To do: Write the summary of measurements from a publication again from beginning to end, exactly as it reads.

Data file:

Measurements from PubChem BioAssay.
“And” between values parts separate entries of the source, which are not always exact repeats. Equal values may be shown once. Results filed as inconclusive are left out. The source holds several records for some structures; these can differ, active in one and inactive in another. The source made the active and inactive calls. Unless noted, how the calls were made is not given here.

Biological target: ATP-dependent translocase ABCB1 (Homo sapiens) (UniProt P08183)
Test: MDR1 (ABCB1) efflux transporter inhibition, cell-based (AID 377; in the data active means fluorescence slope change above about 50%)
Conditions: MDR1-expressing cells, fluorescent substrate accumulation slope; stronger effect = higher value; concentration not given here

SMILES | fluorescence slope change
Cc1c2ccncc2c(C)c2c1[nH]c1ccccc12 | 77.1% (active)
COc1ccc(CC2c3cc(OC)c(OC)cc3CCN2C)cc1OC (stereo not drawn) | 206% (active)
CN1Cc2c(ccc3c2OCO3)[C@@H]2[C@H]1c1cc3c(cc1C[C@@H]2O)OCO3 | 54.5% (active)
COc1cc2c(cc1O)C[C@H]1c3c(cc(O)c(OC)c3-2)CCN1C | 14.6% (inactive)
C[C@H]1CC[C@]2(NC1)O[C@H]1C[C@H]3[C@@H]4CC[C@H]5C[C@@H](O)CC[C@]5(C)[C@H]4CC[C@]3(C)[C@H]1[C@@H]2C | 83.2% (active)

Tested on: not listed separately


Measurements from PubChem BioAssay.
“And” between values parts separate entries of the source, which are not always exact repeats. Equal values may be shown once. Results filed as inconclusive are left out. The source holds several records for some structures; these can differ, active in one and inactive in another. The source made the active and inactive calls. Unless noted, how the calls were made is not given here.

Biological target: ATP-dependent translocase ABCB1 (Homo sapiens) (UniProt P08183)
Test: MDR1 (ABCB1) efflux transporter inhibition, cell-based (AID 377; in the data active means fluorescence slope change above about 50%)
Conditions: MDR1-expressing cells, fluorescent substrate accumulation slope; stronger effect = higher value; concentration not given here

SMILES | fluorescence slope change
Cc1c2ccncc2c(C)c2c1[nH]c1ccccc12 | 77.1% (active)
COc1ccc(CC2c3cc(OC)c(OC)cc3CCN2C)cc1OC (stereo not drawn) | 206% (active)
CN1Cc2c(ccc3c2OCO3)[C@@H]2[C@H]1c1cc3c(cc1C[C@@H]2O)OCO3 | 54.5% (active)
COc1cc2c(cc1O)C[C@H]1c3c(cc(O)c(OC)c3-2)CCN1C | 14.6% (inactive)
C[C@H]1CC[C@]2(NC1)O[C@H]1C[C@H]3[C@@H]4CC[C@H]5C[C@@H](O)CC[C@]5(C)[C@H]4CC[C@]3(C)[C@H]1[C@@H]2C | 83.2% (active)

Tested on: not listed separately